Skip to main content

Intel: What’s behind Putin’s arms sale proposal to Saudis

Putin's offer of defense missile systems for the Saudis was political but there's more to this in the runup to his visit to Riyadh.
Russian President Vladimir Putin is seen during trilateral talks with his counterparts Hassan Rouhani of Iran and Tayyip Erdogan of Turkey in Ankara, Turkey September 16, 2019. Sputnik/Valery Melnikov/Kremlin via REUTERS  ATTENTION EDITORS - THIS IMAGE WAS PROVIDED BY A THIRD PARTY. - RC1A1133AD90

President Vladimir Putin on Sept. 16 said Moscow was ready to help defend Saudi Arabia if Riyadh buys Russian weapons. Speaking at a press conference following trilateral talks with the leaders of Turkey and Iran in Ankara, Putin discussed the latest attacks on Saudi oil facilities and presented the Saudis with a choice.

He said  Russia was prepared to help Saudi Arabia defend itself and that the Saudi political leadership "just needs to make a wise state decision, as did Iran by purchasing our S-300s and President [Recep Tayyip] Erdogan of Turkey by acquiring the S-400 missile system.Putin added, The systems will defend any Saudi facilities.”

Why it matters: Putin’s offer was of course largely about trolling the US-Saudi military relationship and multibillion dollar arms contracts that don’t seem to have materialized in stronger defensive capabilities.

“I believe it was more of a political gesture, yet sources in Russian military-technical circles speak about the possibility of indeed selling something to Riyadh,” Ilya Kramnik, a leading Russian military analyst with the Izvestia newspaper, told Al-Monitor.

“One has to understand that the attack [on Saudi Aramco facilities] wasn’t some terrorist drone-driven ambush raid,” Kramnik said. “If this was the case, more decent perimeter protection and some rapid-fire gun would do to counter it. But it was a serious long-range missile strike. Hence all the talk about getting them high-quality air defense systems.”

A friend in need? Russia’s budget for this year was predicated on a price of oil of around $60. So the oil spikes caused by last weekend’s attacks on the Saudi refineries have been sending welcome revenues to the national treasury over the last couple of days. Moscow, however, is worried about a potential worsening crisis in the Gulf and fears energy markets may be unbalanced.

The Russian Foreign Ministry released a statement about the attack that contained three key elements. One has to do with the risk of instability in the global hydrocarbon market that may “spell negative consequences for the world economy.” The second one outlines Russia’s view of possible US military retaliation against Iran as “unacceptable.” Finally, the third presents the attacks as an opportunity to have a substantive dialogue about the war in Yemen.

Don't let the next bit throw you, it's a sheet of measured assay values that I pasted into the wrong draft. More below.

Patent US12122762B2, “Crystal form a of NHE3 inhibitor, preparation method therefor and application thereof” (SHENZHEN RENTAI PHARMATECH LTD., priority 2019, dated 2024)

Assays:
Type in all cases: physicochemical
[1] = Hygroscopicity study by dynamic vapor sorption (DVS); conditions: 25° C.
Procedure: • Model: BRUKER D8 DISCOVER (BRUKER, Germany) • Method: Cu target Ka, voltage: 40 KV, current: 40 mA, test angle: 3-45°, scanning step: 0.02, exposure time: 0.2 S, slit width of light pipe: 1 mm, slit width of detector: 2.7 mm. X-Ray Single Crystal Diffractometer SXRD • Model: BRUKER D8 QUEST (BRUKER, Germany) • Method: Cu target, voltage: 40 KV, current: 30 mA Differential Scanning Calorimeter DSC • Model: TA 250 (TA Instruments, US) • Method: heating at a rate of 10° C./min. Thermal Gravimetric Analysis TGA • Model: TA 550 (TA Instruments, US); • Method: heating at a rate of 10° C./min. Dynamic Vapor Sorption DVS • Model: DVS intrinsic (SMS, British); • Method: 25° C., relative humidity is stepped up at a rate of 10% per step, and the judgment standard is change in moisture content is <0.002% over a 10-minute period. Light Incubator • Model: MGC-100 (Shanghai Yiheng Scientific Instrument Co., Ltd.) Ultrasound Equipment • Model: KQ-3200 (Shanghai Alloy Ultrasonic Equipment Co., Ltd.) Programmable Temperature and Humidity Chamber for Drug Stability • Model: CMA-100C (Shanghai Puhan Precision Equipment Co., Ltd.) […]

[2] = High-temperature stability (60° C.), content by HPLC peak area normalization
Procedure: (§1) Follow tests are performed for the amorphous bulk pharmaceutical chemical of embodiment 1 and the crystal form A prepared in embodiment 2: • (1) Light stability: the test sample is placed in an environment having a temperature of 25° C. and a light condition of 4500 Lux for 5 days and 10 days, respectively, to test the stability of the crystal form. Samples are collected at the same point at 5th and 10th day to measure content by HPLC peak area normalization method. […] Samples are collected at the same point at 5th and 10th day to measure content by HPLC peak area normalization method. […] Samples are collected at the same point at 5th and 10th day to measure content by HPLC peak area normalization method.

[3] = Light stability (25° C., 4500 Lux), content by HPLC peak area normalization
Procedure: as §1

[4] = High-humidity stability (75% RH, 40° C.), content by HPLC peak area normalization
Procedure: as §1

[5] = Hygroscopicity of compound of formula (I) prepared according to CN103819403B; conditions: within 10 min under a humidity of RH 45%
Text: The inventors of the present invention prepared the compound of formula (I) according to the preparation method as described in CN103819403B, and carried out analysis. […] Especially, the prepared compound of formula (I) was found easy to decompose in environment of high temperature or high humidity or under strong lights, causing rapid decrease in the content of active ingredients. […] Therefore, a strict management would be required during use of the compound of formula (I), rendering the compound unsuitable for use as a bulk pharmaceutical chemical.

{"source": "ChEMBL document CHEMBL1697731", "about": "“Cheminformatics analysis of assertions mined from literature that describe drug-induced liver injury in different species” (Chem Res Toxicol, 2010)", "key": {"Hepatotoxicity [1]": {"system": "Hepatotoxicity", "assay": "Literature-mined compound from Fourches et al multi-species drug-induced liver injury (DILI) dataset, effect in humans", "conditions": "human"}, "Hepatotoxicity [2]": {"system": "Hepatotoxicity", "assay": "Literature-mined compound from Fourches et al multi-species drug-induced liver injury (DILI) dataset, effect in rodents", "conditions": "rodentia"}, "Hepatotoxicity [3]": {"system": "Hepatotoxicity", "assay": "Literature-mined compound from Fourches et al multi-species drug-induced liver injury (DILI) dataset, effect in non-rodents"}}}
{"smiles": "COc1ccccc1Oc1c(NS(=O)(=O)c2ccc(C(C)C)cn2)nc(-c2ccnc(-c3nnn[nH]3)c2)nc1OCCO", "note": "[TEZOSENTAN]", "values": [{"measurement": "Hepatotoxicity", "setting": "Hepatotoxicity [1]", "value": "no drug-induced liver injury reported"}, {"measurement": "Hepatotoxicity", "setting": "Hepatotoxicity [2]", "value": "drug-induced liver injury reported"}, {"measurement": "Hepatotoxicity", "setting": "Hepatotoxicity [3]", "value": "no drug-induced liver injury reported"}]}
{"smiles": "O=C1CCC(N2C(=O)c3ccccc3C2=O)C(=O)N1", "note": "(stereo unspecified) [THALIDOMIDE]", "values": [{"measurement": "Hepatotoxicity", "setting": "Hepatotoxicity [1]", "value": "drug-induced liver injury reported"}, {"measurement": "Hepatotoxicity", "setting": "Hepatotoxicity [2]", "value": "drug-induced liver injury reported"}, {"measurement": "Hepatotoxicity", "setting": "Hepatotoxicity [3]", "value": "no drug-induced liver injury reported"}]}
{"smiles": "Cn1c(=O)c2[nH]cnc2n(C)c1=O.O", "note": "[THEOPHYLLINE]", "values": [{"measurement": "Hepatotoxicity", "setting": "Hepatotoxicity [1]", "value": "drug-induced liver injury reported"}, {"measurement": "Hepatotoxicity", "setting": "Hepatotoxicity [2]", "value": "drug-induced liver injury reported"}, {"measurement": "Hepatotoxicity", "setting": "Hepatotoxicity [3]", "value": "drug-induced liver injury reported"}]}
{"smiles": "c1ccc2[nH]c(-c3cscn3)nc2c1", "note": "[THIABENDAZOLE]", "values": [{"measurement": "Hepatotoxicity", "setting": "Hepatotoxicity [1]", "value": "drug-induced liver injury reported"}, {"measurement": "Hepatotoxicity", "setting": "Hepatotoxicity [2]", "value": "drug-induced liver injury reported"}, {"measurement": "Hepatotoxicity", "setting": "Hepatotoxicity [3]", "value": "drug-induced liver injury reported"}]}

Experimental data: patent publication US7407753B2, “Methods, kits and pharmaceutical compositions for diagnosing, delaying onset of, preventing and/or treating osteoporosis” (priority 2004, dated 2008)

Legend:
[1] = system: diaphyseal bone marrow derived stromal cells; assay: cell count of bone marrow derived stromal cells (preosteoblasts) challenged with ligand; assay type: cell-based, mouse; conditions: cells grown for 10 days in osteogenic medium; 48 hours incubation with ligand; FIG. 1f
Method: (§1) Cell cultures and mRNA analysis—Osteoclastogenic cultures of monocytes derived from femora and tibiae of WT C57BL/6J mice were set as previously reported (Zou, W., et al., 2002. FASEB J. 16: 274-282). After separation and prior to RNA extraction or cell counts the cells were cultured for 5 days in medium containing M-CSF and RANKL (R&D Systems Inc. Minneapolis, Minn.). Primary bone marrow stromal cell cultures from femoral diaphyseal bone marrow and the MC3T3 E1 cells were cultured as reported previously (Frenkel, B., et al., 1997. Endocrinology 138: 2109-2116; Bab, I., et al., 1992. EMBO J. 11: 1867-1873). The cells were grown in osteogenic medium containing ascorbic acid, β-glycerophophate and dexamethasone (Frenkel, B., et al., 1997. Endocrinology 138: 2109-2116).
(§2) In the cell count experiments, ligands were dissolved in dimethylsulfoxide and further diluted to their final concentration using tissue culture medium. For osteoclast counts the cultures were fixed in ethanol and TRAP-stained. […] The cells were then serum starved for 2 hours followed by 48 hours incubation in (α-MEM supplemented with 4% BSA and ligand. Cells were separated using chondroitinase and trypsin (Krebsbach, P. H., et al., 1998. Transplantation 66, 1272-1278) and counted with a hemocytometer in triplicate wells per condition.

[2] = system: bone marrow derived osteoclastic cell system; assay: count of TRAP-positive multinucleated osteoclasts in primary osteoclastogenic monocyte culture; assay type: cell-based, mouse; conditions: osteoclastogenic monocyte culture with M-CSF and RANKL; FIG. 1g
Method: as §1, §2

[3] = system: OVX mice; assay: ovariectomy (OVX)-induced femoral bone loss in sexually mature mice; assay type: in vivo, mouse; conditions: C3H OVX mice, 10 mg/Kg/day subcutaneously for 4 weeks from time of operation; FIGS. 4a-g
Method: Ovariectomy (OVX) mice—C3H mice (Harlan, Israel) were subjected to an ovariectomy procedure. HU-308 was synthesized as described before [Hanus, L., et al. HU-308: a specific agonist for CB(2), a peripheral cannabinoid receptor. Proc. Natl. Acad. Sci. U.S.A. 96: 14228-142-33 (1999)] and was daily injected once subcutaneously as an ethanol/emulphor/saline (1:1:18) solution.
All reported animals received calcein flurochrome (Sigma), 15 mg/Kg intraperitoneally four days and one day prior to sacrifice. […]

In Ankara, Putin quoted from the Quran to call the parties in the Yemeni conflict to peace.

"And remember the favor of Allah upon you — when you were enemies and he brought your hearts together and you became, by his favor, brothers,” the Russian president said, drawing approval from both Erdogan and Rouhani.

All of the moves Moscow has swiftly taken within days of the attack signal Russia is stepping up its presence as a party that seeks to displace the United States as a key partner for the Saudis.

What’s next: “Be it the S-400 or the Pantsir missile system, there should be a comprehensive solution that would encompass both long-range systems and last line of defense capabilities,” Kramnik said. “Pantsir is good but if there’s a serious cruise missile attack it simply won’t have enough time to engage all of them given its technical parameters.” He added, “The kingdom is a rich country and could afford to buy it, but the bigger issue is how these systems will be organized to be operable and no money could help if there’s no proper match to the operation and service.”

Putin is tentatively scheduled to visit Saudi Arabia and the United Arab Emirates in mid-October. Moscow has been gradually building up the agenda for the visit by first announcing its Gulf security initiative, and is now eyeing military contracts and oil prices regulations.

Know more: Check out Maxim Suchkov’s take on the Ankara summit and Kirill Semenov’s story on how Moscow maneuvers between the Saudis and the Emiratis in Yemen.

More from Maxim A. Suchkov